When the Taliban seized power on August 15, 2021, many Afghans braced for a return to the repression that marked the extremist group’s brutal rule in the 1990s.
The Taliban initially tried to assuage the concerns of Afghans and the international community by projecting itself as a more moderate force and pledging to uphold human rights and press freedom.
But two years since it overran the country and ousted the Western-backed Afghan government, the hard-line Islamists have failed to live up to their promises and have instead severely curbed women’s freedoms, waged a brutal crackdown on dissent, and reintroduced their brutal form of justice.
The Taliban’s theocratic government has imposed restrictions on every aspect of life in Afghanistan, including people’s appearances, freedom of movement, right to work or study, and access to entertainment.
Women have borne the brunt of the repressive laws, with rights groups accusing the Taliban of trying to erase women from public life and imprison them in their homes.
The Taliban has issued over 100 edicts and orders in line with its extreme and tribal interpretation of Islamic Shari’a law.
The Ministry for the Promotion of Virtue and the Prevention of Vice is responsible for enforcing the Taliban's morality laws, including its strict dress code and gender segregation in society.
Members of the ministry’s dreaded morality police have publicly punished offenders, often violently. Men and women convicted of violating the Taliban’s morality laws have been jailed or publicly flogged, often in fields or sports venues.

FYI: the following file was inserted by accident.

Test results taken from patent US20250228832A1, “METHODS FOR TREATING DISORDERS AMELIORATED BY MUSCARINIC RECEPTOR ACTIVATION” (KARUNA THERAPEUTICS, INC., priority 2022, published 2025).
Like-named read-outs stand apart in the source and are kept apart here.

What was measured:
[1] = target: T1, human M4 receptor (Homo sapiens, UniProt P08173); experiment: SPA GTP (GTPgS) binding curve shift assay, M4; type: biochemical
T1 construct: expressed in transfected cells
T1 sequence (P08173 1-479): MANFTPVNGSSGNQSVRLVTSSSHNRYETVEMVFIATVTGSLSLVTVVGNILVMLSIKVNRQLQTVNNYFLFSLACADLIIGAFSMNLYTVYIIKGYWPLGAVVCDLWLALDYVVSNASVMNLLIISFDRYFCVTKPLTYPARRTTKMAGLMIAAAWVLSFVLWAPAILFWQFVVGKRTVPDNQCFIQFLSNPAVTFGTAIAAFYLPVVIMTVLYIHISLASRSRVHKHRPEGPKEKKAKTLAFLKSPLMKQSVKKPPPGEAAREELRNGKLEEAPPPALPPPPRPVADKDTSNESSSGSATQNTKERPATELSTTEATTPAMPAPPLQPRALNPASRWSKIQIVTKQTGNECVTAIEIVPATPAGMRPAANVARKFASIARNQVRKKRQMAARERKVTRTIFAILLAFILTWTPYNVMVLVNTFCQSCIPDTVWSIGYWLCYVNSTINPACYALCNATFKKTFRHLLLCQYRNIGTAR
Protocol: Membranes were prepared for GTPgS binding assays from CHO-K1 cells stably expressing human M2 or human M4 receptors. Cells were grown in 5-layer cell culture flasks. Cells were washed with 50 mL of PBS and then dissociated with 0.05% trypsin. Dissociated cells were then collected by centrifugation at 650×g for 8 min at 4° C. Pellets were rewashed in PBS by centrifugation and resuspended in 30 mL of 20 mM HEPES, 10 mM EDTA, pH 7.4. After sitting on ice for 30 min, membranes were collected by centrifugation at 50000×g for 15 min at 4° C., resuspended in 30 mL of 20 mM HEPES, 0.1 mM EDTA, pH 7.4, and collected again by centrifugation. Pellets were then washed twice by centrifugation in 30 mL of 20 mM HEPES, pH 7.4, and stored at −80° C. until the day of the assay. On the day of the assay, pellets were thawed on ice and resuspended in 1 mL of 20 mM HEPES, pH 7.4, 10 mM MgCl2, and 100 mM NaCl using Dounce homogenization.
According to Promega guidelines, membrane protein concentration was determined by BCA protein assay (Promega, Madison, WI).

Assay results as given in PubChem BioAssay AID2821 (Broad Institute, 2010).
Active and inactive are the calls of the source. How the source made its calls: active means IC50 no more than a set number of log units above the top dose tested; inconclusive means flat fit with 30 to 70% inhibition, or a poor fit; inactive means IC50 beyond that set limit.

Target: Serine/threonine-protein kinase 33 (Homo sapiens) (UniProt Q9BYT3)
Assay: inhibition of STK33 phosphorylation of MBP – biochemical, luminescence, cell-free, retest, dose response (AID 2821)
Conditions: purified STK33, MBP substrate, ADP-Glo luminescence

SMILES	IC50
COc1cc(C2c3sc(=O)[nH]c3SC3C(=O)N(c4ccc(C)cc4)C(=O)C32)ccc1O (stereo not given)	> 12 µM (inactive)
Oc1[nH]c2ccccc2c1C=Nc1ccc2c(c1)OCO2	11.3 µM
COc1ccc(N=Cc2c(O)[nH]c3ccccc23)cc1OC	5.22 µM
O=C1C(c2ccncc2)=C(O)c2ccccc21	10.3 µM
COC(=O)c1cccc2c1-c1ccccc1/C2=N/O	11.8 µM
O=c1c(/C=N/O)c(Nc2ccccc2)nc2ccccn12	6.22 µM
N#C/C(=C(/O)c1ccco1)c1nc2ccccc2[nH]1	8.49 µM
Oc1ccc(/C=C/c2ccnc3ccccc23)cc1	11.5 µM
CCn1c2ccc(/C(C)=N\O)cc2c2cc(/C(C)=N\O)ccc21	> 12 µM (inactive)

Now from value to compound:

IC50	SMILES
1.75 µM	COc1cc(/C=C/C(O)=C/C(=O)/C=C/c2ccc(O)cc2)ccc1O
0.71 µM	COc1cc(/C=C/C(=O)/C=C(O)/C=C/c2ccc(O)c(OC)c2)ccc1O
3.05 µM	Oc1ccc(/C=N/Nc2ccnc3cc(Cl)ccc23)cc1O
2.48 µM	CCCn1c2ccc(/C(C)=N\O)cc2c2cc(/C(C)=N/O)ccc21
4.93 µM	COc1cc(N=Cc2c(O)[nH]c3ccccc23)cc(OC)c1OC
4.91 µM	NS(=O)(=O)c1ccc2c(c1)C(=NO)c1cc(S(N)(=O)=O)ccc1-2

Many of the Taliban’s orders and restrictions are reminiscent of the group’s first stint in power from 1996-2001, when its brutal regime deprived Afghans of their most basic rights.
Since regaining power, the Taliban has scrapped Afghanistan’s constitution and criminal code and overhauled the justice system. With many of the Taliban’s laws not codified, enforcement of them has been uneven across the country. Local Taliban leaders have often issued their own edicts and restrictions.
Afghans fear the Taliban will impose more draconian edicts as it establishes what it has called a “pure” Islamic system in Afghanistan.
The militants are likely to further erode women’s rights. Women have been banned from attending university and their job opportunities have been largely restricted to the health and education sector. Female-run businesses have been prohibited in many areas of the country.
Women’s employment could be further hit if the Taliban orders a blanket ban on girls’ education, just as it did in the 1990s. So far, girls below the sixth grade have been permitted to go to school.
The militant group is also likely to expand its crackdown on the media. The few independent media outlets that still operate in Afghanistan face severe restrictions on what they can report.
With media outlets facing more censorship as well as more cases of journalists being detained and threatened, the country’s once vibrant media scene is likely to shrink further.